Let's first see a graph of the motion, to better understand what is going on.

We can see that the rocket hits the ground again somewhere around *x* = 9.5 km. At this point, the horizontal velocity is positive (the rocket is going left to right) and the vertical velocity is negative (the rocket is going down).

"*V*(*x*) = *x*" means that as *x* increases, the horizontal velocity also increases with the same number (different units, of course). So for example, at *x* = 2 km, the horizontal speed is 2 km/min, and at *x* = 7 km, the horizontal speed is 7 km/min, and so on.

To calculate the **magnitude** of the velocity when the rocket hits the ground, we need to know the vertical and horizontal components of the velocity at that point.

(1) **Horizontal velocity.** We just need to solve the following equation to find the exact point the rocket hits the ground:

`x-x^3/90=0`

Factoring gives:

`x-x^3/90=x(1-x^2/90)`

And solving for 0 gives us `x = 0`, `x = -3sqrt(10)`, `x = 3sqrt(10)`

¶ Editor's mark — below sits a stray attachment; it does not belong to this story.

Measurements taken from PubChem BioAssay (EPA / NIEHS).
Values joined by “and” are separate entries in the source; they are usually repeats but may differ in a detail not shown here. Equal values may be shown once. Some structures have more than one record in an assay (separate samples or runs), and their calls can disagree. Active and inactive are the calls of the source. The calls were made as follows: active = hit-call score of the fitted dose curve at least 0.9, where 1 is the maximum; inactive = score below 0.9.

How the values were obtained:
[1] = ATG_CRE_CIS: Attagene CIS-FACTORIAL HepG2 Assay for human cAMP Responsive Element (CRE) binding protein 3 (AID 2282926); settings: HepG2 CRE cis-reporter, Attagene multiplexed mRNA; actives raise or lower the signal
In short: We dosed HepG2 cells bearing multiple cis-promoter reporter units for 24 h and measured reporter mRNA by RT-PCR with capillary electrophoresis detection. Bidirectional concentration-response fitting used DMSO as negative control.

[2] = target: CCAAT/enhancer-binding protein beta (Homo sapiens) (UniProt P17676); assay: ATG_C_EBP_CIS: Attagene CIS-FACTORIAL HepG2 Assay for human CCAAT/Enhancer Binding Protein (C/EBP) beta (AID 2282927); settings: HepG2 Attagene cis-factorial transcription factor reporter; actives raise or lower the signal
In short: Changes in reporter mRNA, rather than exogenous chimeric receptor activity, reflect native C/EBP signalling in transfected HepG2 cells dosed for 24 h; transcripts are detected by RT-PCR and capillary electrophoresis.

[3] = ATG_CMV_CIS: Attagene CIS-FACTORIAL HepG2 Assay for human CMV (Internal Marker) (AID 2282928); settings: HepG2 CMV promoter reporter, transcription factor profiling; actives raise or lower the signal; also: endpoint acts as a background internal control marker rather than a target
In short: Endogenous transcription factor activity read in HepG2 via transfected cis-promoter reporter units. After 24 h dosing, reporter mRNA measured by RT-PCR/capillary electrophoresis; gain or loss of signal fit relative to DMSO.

We only need the last value, `x = 3sqrt(10)~~ 9.4868\ "km"` (This value is consistent with the graph above).

So the horizontal speed when the rocket hits the ground is 9.4868 km/min (since *V*(*x*) = *x*).

(2) **Vertical velocity. **We now need to use **implicit differentiation** with respect to *t* (not *x*!) to find the vertical velocity.

`y=x-x^3/90`

`(dy)/(dt)=(dx)/(dt)-1/30x^2(dx)/(dt)`

But we already know `dx/(dt)` and* x *at impact, so we simply substitute:

`(dy)/(dt)` `=(9.48683298)-` `1/30(9.48683298)^2(9.48683298)`

This gives us a negative velocity, as we expected before:

`(dy)/(dt)=-18.97366596`

So now we need to find the magnitude of the velocity. This takes into account both the horizontal and vertical components.

`"Magnitude"=sqrt(((dx)/(dt))^2+((dy)/(dt))^2`

Substituting, we have:

`sqrt((9.48683298)^2+(-18.97366596)^2)` `=21.21320344`

Velocity has **magnitude** and **direction**. Now for the direction part.

`"angle of motion" = arctan\ (dy"/"dt)/(dx"/"dt)`

Substituting our vertical and horizontal components, we have:

`arctan\ (-18.97366596)/9.48683298` `=-1.107148718`

In degrees, this is equivalent to

`-1.107148718 × 57.25578` ` = -63.3907^@`

We can see that this answer is reasonable by zooming in on the portion of the graph where the rocket hits the ground (with equal-axis scaling):

So in summary, the velocity of the rocket when it hits the ground is 21.2 km/min in the direction `63.4^@` below the horizontal.